Monday, November 3, 2014
Mystic Inane "Deep Creep" EP on Negative Jazz Records
There are times I dream about a city like New Orleans and think how much cheaper it must be exist as a band - the rehearsal space, living expenses ... all of this should lead to crazier experimentation. If you don't have to spend endless hours just to barely support yourself you have a lot more time to devote to music. I'd like to think New Orleans Mystic Insane evolved out of that very petri dish, isolated in their own pocket of mutation, festering in their place that isn't hardcore or post punk.
A-Side's "Deep Creep" drops into the middle of a muted tone hum, an almost low end keyboard droning into a stumbly guitar bass drum trio lazily crawling its way up the crooked stair case slowly scraping at messy vocals. It's a weird amazing sludge barely able to roll out of bed in the morning and when it turns to this chorus it picks up a subtle snarl with the thick distortions of Bleach. The same dreary aggression of off kilter minor chords barely holding on to it's weak structure that just appeared one day. Embracing that ugly side of these notes of the jangle that happened to work without the tuner, one of those surprises with the tape running at the wrong speed. Walking through that swamp mud and everything's sticky with pieces of moss or trees with green spider web crap all over them reaching out and grabbing the drummers sticks and speaker cabinets. Exactly titled perfectly this drones out with the same kind of struggling exhaustion, swallowed by that jagged quicksand.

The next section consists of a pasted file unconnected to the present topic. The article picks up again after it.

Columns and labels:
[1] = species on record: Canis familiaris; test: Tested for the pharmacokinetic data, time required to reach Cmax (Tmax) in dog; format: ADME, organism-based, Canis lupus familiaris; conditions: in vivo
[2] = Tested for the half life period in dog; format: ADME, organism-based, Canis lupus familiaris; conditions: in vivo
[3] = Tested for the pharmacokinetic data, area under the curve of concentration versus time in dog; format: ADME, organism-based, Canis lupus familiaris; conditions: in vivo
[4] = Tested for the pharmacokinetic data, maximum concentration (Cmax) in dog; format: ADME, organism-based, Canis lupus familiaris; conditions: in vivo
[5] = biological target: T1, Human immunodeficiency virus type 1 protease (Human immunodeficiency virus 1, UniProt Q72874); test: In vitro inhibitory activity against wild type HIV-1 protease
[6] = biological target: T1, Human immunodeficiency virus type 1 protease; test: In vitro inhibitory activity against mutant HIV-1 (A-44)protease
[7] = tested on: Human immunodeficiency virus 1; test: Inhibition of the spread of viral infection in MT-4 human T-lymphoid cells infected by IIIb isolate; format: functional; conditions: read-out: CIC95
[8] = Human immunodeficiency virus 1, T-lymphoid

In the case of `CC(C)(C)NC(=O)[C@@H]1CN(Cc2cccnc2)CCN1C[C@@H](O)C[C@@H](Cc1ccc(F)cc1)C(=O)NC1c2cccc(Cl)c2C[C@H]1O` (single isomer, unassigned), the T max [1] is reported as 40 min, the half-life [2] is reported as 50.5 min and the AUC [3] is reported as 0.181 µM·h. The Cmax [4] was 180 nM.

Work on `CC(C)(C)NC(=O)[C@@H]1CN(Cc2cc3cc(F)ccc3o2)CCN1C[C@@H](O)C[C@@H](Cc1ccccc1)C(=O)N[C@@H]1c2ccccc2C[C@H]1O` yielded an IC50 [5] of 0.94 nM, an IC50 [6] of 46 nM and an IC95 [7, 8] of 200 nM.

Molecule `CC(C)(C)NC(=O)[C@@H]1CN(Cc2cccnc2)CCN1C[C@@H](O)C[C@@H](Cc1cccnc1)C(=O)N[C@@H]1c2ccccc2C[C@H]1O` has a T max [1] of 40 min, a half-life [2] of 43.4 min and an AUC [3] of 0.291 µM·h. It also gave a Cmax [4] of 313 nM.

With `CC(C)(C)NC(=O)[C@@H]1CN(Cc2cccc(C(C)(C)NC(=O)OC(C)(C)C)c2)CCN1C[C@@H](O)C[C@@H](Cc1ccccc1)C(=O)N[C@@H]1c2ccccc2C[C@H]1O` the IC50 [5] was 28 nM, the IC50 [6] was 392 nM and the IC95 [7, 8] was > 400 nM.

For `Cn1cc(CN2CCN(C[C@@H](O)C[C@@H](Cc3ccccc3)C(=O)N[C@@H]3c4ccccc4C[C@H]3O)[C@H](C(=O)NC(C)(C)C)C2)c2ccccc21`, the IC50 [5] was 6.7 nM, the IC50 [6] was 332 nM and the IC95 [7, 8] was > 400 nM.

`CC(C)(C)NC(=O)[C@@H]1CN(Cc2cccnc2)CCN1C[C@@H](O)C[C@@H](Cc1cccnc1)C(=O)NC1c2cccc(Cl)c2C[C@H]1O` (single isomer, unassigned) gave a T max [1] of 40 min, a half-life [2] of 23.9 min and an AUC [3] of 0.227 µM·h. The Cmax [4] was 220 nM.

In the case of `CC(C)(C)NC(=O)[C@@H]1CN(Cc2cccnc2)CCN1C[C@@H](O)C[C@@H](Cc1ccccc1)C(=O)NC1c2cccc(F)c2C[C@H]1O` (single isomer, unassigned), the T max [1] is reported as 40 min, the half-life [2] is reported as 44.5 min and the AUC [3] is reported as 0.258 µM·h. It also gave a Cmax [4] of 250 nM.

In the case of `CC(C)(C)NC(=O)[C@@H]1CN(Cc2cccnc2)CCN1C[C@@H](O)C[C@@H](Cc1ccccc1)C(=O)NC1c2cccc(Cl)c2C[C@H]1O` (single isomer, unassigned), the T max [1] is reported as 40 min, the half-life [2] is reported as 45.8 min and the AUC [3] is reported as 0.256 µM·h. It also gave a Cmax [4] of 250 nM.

B-Side "Blue Manhattan" rises up in post punk choppy bursts, the same chunky spastic hops as The Sediment Club or Cabaret Voltaire (another petri dish?). Snotty vocals maybe keep this in some kind of punk camp and this chorus that flails around like those moments right before death. Screechy guitar in single notes or strumming around in the big stuff makes no difference held in this giant mitts for hands. "I believe in UFO's" is another single note rhythm and stomping beat and the bass gives this have a direction to run in. I like this kind of hint at supernatural stuff, like the ghost punk of These Are Powers but southern tinged. The spirit of the Dead Kennedys here in funny rhythms but they're really going right for the post punk ideas and minimalism with real messy vocals high up there and damaging, but with a lot of art at the heart of this. Tricky changes and vocal warbling that nods towards the East Bay but really nothing to pin them to.
On black vinyl with cryptic visions scratched in the gutter about Wynton Marsalis. Get this from Negative Jazz Records.